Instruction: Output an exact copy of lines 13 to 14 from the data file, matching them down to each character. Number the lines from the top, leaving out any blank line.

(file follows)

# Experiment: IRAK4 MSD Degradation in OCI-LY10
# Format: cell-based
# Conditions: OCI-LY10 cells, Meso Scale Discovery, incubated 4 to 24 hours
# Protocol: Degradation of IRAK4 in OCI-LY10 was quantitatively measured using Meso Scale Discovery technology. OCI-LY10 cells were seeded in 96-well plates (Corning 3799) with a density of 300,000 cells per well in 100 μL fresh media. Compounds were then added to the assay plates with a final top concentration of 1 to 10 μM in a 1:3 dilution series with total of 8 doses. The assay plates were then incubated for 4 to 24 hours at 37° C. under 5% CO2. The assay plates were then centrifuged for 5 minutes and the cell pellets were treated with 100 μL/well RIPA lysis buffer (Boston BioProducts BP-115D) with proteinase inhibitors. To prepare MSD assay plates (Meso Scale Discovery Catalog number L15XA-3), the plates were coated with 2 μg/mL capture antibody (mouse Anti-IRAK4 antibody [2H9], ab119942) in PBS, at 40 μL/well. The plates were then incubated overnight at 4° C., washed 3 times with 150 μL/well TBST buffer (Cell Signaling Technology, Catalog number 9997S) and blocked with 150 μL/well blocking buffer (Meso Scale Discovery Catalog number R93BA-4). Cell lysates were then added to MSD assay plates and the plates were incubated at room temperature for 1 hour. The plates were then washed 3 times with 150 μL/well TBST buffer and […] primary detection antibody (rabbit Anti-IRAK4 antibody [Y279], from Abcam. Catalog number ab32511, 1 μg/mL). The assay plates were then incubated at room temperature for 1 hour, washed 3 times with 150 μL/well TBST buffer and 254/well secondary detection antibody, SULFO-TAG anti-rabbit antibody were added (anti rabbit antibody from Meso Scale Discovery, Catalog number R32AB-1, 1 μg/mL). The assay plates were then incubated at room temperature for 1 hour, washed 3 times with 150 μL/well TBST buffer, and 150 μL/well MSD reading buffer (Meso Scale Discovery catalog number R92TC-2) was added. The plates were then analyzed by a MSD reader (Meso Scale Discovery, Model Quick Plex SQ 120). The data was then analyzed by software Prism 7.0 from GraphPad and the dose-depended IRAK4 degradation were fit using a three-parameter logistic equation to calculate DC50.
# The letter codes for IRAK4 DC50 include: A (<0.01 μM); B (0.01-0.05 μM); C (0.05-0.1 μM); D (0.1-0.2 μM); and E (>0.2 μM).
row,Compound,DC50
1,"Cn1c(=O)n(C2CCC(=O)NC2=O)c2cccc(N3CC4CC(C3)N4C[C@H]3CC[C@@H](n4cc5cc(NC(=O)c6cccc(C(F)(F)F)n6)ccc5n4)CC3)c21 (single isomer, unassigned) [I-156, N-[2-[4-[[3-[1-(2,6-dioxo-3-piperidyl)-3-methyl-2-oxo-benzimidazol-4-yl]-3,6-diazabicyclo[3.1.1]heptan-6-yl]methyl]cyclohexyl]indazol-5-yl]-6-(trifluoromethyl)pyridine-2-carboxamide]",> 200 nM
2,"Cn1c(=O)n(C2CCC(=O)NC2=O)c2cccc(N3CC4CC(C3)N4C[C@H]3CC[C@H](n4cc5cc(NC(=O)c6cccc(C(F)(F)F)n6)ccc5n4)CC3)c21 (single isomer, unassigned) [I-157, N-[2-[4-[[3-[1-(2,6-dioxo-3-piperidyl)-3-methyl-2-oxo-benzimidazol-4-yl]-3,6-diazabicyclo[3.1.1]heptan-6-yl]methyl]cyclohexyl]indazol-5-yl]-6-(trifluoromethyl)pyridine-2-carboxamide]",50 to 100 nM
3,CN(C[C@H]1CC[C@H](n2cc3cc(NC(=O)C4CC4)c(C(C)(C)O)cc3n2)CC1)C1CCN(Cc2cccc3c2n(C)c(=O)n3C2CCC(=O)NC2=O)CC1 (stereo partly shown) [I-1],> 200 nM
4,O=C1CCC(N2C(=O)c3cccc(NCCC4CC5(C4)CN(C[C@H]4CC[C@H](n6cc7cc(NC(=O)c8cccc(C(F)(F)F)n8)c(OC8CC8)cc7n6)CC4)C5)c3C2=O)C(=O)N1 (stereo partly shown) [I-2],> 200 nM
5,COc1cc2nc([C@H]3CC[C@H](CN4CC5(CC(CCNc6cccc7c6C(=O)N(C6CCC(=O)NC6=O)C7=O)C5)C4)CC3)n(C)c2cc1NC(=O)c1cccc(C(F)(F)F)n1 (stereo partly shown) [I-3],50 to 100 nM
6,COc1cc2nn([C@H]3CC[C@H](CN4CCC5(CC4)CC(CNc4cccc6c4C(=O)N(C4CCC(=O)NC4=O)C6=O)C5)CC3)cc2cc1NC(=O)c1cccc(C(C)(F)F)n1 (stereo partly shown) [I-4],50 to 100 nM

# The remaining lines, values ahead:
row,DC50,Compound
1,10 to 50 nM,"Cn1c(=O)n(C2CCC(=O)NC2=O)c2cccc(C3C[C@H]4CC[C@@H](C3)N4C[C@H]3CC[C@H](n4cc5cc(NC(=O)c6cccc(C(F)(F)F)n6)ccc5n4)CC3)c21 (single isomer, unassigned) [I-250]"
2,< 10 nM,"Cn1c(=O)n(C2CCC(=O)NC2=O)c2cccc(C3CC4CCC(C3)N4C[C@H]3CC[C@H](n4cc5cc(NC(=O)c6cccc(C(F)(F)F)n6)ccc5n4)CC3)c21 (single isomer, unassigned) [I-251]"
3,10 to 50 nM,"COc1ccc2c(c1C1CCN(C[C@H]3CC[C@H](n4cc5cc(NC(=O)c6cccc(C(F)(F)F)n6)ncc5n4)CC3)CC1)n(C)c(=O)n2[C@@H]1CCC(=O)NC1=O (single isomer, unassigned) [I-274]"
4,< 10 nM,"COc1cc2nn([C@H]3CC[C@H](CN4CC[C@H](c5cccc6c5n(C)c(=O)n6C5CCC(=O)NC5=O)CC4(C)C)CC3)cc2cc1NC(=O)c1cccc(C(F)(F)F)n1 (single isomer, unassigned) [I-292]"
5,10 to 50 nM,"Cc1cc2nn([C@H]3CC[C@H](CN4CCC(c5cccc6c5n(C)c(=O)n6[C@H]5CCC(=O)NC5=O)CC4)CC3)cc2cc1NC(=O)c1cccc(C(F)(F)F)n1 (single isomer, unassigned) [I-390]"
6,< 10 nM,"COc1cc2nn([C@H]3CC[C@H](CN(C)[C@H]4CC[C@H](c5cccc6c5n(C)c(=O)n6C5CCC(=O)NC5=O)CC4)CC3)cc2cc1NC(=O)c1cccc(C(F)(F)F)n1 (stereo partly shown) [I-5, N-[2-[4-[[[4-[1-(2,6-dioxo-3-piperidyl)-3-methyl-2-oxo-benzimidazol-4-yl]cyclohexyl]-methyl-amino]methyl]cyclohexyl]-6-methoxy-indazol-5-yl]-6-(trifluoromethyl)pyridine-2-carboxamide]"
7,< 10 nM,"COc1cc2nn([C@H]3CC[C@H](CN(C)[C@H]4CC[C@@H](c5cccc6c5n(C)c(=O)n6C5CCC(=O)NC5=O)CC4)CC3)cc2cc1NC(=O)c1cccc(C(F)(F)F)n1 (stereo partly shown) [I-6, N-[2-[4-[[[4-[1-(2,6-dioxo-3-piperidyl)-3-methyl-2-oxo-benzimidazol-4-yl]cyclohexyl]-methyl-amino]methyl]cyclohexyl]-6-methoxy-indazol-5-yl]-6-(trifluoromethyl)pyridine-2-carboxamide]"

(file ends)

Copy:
# The remaining lines, values ahead:
row,DC50,Compound